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Wednesday, October 5, 2022

Stage Play Takes a ‘Colorful’ Look at the N-word ‘N’ Coming to the Chesapeake Arts Center Sept. 10-11

“Mrs. Page” (Oivia Keu) is a 70-year-old African American widow. A passionate conservative, she campaigned for Barry Goldwater, a five-term U.S. senator from Arizona and a champion of conservatism. Page is also a strong admirer of author, orator, educator, and presidential advisor Booker T. Washington. Her belief of astrology in determining one’s fate and guilt for a personal decision led her to the decision to never leave her home. Enter her caregiver “Eddy” (Garrett Matthews). A liberal young white struggling actor, Eddy is cast in a show that is about to give him the big break he needs.

However, during the rehearsal process, the playwright adds the N-word to the script. What’s Eddy to do? To find out how Eddy handles what could be a career-maker or career-breaker decision, you will need to attend one of the upcoming performances of “N.”

Written by playwright David Alex and directed by Angela Wilson, the play will be performed Saturday, September 10, 2022, at 6:00 p.m., and includes a talkback with the playwright. Presented by the AngelWing Project, Inc. (AWP), the show will also be performed on Sunday, September 11, 2022, at 3:00 p.m. The performances will take place at the Chesapeake Arts Center, Studio, 194 Hammonds Lane in Brooklyn Park, Maryland.

Alex is an award-winning Chicago playwright who has received three awards from the Illinois Arts Council in recognition in playwriting.

“When somebody first sees the title and reads the synopsis, they may feel this is a play about race,” said Alex. “Well yes, it deals with the N-word, but it also deals with youth versus age. Mrs. Paige is a senior. She’s a passionate social, political conservative. She campaigned for Barry Goldwater and is also a staunch supporter of Clarence Thomas.  Eddy is a liberal white youth, and I consider 21 a youth. And so, we have their different viewpoints. We have liberal versus conservative.”

He added, “And again, we are dealing with the N-word, which of course is related to race. We also have a story of Mrs. Page who is pretty sure of herself. She’s been around and she’s established herself, whereas Eddy is still trying to establish himself. Page has tested her principles, has been engaged, and knows where she is. Eddy thinks he knows who he is but finds out he really doesn’t know who he is. They have two different viewpoints that really come together. The whole catalyst of the play is the idea of the N-word. Who can use it, and is it allowable?”

The play seeks to challenge us to look at the role society has played in shaping our personal, and thus, our national attitudes and prejudices particularly when it comes to the use of the N-word.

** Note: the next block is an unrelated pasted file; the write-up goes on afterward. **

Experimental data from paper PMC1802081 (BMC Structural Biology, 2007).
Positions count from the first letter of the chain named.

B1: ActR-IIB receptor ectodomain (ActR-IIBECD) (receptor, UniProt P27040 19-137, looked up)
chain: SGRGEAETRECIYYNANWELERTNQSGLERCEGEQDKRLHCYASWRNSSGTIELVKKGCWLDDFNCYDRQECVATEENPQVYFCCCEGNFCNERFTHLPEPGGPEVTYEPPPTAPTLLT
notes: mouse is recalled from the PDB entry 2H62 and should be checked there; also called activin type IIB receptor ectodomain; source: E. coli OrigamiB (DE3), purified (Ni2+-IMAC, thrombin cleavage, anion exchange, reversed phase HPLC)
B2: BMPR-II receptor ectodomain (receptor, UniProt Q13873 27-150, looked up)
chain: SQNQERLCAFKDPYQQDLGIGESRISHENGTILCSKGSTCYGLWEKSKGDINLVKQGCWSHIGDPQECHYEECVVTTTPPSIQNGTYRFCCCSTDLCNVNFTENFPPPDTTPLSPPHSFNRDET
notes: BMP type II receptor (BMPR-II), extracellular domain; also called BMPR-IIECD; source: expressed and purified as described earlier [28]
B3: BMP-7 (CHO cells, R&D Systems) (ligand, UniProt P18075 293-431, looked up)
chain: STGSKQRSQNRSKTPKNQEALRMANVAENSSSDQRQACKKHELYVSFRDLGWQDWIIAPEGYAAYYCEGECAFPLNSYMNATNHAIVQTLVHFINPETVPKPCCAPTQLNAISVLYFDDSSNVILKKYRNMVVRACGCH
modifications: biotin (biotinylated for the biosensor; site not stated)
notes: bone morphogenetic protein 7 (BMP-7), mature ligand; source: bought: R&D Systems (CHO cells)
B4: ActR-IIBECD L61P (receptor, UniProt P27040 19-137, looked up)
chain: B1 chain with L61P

“The N-word involves the history of our country and as people how we look at it,” said Alex. “When I search for theaters that would be interested in a piece such as ‘N,’ I look at two things. One is their mission statement and two is their production history. When I looked at the Angel Wings Project website, I figured it was a perfect match. I sent Angela a letter with a synopsis of the play and some of the reviews and she took it from there.”

Wilson is the founder of the Angel Wing Project (AWP), an innovative 501(c)3 non-profit performing arts organization dedicated to using the performing arts to uplift communities. AWP educates and empowers by telling stories through powerful performances about culture and humanity.

“We try to tell stories that are culturally relevant and thought-provoking that gives the audience something to think about and something to chew on, and at the same be entertained,” said Wilson. “So, in reading the script, I felt like this would be a good fit for us.”

AWP is also dedicated to building bridges, delivering quality performances, and creating lasting relationships.  

“Sometimes, we have a position that we’re not really willing to move from,” said Wilson. “But when you are open, and you start to learn other people’s perspectives, then it just makes for better relationships. It makes people open their minds a bit. Because at face value, one can say, Oh, he’s young, he doesn’t know anything, or she’s older, she doesn’t know anything. Or she’s Republican, she doesn’t know anything, or oh, he’s Democrat, he doesn’t know anything. And we have these positions. But when we listen to each other, it helps us to understand the world better.”

Dr. Gregory Branch sits on AWP’s board of directors.

“This is a provocative story which provides an opportunity to learn from the past, live in the present and lay the groundwork for the future,” said Dr. Branch.

Doors for “N” open 30 minutes prior to the performances. Attendees are urged to arrive early.   

For more information, or to purchase tickets, call 443-433-6250 or visit https://theangelwingproject.org/n-by-david-alex.

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